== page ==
As the pandemic’s reality set in during the early months of 2020, many pastors were understandably struck with concern over the future of their church. Certainly, the ministry of the church was first and foremost on their minds. Questions loomed: How would we gather? How would we disciple? How would we reach our community?

But as the ministry questions swirled through their minds, another question entered: What would our finances look like? Most assumed a significant decrease in giving. Some had an even worse prediction—their church’s doors would shut for good.

However, as the pandemic settled in and churches moved online, something surprising happened—some churches began reporting increased giving. How did this happen? Was there something they did differently, and can it be replicated?

Through many conversations and observations, it was found that these churches adjusted their in-service communication about generosity. Assuming an almost certain decline in giving and a move to online services, they felt that now was the time to try a different approach. Here’s what they did:

During the service, they took time to discuss generosity. It wasn’t just a moment to get through, a quick prayer and passing of the plates. They intentionally carved out minutes during the service to talk and teach about biblical generosity. Taking time to talk and teach about generosity gave members a moment to actually reflect on their hearts and minds regarding their giving.

During the service, they explained the impact of giving. They communicated that giving to the church wasn’t just about keeping the lights on, but reaching their community and world for Christ. They regularly mentioned that when someone gives, they are a part of something much larger than themselves, even in the midst of a pandemic.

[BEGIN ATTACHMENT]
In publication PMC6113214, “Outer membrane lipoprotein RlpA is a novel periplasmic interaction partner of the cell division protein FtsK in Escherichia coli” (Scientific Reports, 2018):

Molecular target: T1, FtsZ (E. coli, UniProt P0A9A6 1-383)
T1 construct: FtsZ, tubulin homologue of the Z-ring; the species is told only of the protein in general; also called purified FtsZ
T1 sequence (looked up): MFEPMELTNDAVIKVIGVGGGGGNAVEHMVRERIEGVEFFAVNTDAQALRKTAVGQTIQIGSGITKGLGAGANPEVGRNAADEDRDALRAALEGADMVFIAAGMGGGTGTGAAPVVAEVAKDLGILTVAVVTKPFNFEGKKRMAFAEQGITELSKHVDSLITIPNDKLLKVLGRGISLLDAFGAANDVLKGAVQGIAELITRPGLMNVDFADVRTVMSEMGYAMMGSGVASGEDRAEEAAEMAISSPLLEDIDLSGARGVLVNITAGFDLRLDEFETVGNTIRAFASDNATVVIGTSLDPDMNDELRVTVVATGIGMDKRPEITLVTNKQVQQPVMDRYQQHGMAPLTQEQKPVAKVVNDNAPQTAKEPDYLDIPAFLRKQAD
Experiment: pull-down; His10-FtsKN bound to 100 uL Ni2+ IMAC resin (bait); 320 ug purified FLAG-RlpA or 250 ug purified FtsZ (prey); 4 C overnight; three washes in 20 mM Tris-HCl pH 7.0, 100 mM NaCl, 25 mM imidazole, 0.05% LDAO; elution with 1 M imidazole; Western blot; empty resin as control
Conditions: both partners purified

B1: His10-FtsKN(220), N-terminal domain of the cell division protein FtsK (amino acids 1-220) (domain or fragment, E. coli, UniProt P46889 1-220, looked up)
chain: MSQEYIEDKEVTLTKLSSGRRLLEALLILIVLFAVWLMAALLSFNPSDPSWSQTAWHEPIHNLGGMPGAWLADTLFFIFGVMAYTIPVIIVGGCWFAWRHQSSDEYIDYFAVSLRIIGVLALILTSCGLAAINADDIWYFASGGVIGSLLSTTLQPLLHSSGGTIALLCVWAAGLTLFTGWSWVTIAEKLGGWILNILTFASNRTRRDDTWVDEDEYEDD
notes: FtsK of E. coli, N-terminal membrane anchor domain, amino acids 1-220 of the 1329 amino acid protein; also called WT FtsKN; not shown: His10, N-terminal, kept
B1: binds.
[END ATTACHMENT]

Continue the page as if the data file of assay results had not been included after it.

During the service, they explained the practical, financial needs of the church. Let me be clear—keeping the lights on is important. Many ministers explained the uphill financial battle that the church was facing, highlighting the practical importance of giving. Members appreciated the transparency and responded accordingly.

During the service, they explained how someone can give. For many churches that went online during the pandemic, removing the in-person giving option forced ministers to figure out how to clearly articulate the digital giving process. This clear explanation gave members a greater confidence regarding giving online and provided a way to immediately respond to the call to give.

They have provided several different avenues through which a person can give. While online giving was the primary means through which giving occurred, it was not exclusively so. Churches also leveraged text-to-give and other ways through which a person could give. Their goal was to break down any barriers that may hinder a person’s giving.

Have some churches experienced a decrease in giving? Certainly. But there are churches that are defying expectations and watching their members give even more generously. For some of these churches, it boils down to communication—communicating about biblical generosity, the impact of giving, the needs faced by the church, and the ways in which a person can financially participate in God’s mission through their local church.